If Taylor Owen has it his way, people from all over the world will be able to experience the news from their living rooms.
Owen is also the newest faculty member to join UBC Journalism.
He works collaboratively with the journalism school and the Liu Institute for Global Issues as an assistant professor specializing in global studies and digital journalism.
His experimentation with digital tools and techniques helps to keep the j-school at the forefront of the changing journalistic landscape.
Owen’s background is in international relations and geography, but his work has intersected with journalism throughout his career.
At the Tow Center for Digital Journalism at Columbia University, Owen worked with journalists and academics to test new tools to see how they could be used to tell stories. Owen is also the founder of OpenCanada and author of, “Disruptive Power: The Crisis of the State in the Digital Age.”
Now he is bringing that expertise to the UBC School of Journalism and is challenging students to think about what journalism is and how to innovate within the field.
Here’s what Owen had to say:
How do your previous experiences, such as working with the Tow Center or starting Open Canada, inform the way you teach journalism?
I think that ultimately I come at the field of journalism with a slightly different set of experiences and assumptions than my colleagues who have had these remarkable careers inside traditional journalistic institutions. I see and have experienced those institutions from the outside, as a consumer of news and journalism and increasingly as someone producing research and media content that seeks to engage in the same space. We are beginning to see a far more fragmented media environment, where the incumbent institutions are one voice among many in this really rapidly shifting journalistic space.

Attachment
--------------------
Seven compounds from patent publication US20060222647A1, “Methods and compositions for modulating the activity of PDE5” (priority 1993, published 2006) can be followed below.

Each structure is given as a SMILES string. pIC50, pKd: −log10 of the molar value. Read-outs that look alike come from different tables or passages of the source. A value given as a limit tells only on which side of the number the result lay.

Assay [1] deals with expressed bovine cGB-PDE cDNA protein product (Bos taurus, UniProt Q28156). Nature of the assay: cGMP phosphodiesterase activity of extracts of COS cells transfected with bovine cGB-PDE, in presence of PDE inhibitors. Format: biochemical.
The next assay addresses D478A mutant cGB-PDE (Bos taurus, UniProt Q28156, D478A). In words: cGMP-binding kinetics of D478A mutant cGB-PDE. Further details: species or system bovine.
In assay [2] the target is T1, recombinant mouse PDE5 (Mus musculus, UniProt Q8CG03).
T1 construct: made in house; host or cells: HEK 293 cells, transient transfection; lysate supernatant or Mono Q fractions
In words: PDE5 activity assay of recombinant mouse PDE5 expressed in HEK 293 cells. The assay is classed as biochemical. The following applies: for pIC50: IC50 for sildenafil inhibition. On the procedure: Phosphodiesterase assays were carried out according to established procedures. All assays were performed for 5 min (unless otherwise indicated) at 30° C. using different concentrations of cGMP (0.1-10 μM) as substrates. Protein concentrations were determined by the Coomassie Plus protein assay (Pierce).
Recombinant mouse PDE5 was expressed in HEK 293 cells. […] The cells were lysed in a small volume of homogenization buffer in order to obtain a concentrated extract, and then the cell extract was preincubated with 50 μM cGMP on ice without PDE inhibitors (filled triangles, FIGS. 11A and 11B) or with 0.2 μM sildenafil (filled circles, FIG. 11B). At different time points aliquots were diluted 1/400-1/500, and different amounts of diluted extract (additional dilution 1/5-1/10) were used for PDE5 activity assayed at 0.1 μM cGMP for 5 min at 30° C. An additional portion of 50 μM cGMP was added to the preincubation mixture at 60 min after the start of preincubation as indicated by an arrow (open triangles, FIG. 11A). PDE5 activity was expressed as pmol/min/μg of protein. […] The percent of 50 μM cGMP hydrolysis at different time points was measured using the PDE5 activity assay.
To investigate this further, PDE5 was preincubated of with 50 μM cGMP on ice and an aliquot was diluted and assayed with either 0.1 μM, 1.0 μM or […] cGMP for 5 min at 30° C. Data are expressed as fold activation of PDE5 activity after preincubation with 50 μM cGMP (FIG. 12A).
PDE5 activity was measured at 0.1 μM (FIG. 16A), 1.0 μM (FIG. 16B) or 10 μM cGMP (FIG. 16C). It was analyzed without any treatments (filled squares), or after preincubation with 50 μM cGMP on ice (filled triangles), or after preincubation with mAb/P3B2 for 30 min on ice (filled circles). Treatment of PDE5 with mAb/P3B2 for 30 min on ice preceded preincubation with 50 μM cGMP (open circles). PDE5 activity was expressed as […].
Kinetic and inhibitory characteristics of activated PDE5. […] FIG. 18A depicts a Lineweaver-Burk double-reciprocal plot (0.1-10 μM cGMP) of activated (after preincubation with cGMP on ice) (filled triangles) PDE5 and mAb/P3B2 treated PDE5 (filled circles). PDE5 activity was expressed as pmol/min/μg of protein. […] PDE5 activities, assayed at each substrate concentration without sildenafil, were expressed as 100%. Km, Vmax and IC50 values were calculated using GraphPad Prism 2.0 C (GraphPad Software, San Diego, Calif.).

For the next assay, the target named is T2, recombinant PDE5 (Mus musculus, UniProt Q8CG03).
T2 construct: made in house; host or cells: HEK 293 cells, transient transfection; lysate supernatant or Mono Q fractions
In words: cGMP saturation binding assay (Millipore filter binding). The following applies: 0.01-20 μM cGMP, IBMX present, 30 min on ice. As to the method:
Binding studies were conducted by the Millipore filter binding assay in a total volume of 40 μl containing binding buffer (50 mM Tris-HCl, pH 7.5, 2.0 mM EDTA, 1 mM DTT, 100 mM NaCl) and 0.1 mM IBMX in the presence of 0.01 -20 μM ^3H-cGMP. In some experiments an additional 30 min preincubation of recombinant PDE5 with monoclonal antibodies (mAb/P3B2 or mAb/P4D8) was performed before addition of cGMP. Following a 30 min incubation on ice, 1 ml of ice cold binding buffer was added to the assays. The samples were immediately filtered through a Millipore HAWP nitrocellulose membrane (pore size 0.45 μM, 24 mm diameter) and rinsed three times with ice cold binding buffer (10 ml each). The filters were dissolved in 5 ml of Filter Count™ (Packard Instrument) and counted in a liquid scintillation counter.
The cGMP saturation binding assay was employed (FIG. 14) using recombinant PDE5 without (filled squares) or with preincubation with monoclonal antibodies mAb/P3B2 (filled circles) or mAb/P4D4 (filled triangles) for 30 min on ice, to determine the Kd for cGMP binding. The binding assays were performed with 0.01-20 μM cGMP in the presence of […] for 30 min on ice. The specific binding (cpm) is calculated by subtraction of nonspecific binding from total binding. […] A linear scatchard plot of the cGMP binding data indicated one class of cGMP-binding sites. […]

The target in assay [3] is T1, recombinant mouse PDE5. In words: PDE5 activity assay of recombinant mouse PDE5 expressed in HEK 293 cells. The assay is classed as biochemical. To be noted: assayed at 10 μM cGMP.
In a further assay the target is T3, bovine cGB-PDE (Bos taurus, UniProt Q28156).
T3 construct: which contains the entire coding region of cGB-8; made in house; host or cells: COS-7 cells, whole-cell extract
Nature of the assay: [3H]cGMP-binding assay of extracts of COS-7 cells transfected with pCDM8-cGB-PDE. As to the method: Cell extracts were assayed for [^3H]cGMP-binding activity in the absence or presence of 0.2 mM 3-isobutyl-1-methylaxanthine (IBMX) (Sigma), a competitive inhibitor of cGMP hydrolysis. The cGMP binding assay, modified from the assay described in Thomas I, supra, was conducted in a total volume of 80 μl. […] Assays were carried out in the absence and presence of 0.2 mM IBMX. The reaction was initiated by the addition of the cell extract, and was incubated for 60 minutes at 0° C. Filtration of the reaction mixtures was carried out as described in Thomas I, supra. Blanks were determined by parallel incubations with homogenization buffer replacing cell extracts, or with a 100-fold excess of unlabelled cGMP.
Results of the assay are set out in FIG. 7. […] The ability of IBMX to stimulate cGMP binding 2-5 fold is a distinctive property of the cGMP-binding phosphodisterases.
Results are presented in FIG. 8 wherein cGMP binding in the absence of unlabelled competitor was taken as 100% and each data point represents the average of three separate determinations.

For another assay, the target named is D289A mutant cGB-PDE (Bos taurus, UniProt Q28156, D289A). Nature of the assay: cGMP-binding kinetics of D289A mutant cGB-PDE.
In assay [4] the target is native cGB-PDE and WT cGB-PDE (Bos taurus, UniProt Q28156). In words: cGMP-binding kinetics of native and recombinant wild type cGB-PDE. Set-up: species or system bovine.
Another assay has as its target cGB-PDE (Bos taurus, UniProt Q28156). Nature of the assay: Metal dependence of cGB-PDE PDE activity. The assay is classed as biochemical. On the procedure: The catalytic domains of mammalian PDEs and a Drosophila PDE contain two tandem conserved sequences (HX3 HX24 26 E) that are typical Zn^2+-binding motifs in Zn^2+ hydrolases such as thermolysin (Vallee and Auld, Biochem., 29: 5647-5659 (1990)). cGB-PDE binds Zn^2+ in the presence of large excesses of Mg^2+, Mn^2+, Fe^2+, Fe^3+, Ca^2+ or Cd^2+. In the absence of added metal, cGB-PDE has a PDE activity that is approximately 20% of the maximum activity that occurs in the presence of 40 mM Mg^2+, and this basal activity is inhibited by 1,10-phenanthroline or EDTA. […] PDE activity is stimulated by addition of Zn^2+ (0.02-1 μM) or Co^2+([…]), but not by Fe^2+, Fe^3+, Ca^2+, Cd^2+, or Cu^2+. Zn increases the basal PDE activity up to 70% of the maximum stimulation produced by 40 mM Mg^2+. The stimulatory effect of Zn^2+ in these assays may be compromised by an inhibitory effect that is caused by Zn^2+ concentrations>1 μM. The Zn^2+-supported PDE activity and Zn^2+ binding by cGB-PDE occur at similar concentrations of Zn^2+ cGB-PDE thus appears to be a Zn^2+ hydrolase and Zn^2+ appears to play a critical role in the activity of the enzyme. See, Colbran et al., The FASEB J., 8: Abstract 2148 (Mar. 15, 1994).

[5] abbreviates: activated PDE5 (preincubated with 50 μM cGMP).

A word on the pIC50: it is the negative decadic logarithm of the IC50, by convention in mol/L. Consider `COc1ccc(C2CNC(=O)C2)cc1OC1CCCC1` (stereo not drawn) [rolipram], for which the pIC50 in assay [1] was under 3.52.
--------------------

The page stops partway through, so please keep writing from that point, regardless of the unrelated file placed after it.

We can think of this new ecosystem as a spectrum: traditional media organizations like The Globe and Mail or The New York Times or CNN; first-generation digital companies like Huffington Post; new second generation digital companies like Buzzfeed, 538, Vice, First Look, and Vox; single subject news sites like Inside Climate News, Syria Deeply, Bleacher Report and OpenCanada, that deep dive on one topic; a vast network of individuals, companies, non-profits starting their own media streams, brands, and producing content; and finally and perhaps most importantly – citizens who now have the means to document the world around them.
That’s a full spectrum of organizations. They all have different agendas and practices that we need to understand. Starting out in journalism, now, or in media generally, you can choose where you want to participate, and I would love to help people navigate how to engage in that world.
What kind of skills would you want to see students coming out of the program with?
I think for the vast majority of people coming out of a journalism program, their career is going to look quite different than it did even five years ago or 10 years ago. That’s fine. There’s all sorts of ways people can act as journalists in the world. The baseline remains constant – students need to be able to tell stories and to think critically about the world.